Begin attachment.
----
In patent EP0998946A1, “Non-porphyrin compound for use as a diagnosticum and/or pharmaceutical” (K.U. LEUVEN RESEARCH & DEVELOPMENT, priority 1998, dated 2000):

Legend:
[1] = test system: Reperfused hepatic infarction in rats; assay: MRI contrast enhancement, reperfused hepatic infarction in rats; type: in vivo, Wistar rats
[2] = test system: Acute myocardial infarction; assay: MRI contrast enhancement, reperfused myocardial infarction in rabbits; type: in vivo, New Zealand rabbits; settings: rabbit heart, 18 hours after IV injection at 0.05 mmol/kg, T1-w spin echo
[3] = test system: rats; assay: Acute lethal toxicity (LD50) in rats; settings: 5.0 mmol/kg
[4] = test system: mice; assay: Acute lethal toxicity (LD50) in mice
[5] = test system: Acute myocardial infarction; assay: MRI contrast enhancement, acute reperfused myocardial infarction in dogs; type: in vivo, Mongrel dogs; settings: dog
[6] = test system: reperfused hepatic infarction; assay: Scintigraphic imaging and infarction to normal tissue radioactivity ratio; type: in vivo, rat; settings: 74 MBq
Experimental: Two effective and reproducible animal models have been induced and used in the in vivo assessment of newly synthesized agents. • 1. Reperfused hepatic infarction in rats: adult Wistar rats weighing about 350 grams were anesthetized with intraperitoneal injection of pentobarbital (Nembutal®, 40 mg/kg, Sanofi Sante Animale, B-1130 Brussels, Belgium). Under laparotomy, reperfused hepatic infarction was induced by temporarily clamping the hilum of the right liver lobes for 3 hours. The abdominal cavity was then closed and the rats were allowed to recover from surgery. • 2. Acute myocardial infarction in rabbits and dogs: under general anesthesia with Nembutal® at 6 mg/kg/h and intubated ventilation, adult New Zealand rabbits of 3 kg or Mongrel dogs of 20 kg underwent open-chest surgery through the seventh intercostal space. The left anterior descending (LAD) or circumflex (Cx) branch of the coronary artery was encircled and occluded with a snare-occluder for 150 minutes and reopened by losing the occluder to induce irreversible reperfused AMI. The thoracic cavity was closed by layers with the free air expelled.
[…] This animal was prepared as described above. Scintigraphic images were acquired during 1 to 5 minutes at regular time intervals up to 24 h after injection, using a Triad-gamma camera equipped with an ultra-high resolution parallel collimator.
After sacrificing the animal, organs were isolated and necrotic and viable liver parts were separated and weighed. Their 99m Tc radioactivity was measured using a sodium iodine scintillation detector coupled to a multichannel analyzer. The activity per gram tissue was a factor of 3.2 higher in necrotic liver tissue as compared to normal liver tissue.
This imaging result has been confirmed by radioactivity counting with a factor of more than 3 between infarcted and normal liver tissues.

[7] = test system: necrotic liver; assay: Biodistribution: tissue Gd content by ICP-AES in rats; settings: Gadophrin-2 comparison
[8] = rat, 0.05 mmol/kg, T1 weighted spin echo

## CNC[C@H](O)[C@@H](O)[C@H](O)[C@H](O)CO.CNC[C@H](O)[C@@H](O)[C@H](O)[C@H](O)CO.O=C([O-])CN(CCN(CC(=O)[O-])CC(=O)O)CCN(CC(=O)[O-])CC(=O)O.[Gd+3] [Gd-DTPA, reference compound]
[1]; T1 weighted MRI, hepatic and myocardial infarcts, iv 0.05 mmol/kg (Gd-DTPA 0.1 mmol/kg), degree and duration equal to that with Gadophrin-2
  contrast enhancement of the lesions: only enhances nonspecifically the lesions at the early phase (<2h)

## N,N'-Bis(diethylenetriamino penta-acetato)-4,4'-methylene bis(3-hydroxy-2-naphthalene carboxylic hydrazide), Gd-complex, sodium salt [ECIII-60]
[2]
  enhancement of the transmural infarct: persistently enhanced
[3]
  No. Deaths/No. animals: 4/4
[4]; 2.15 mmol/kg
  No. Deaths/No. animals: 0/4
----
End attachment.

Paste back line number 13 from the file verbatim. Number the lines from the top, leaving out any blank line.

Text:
[7] = test system: necrotic liver; assay: Biodistribution: tissue Gd content by ICP-AES in rats; settings: Gadophrin-2 comparison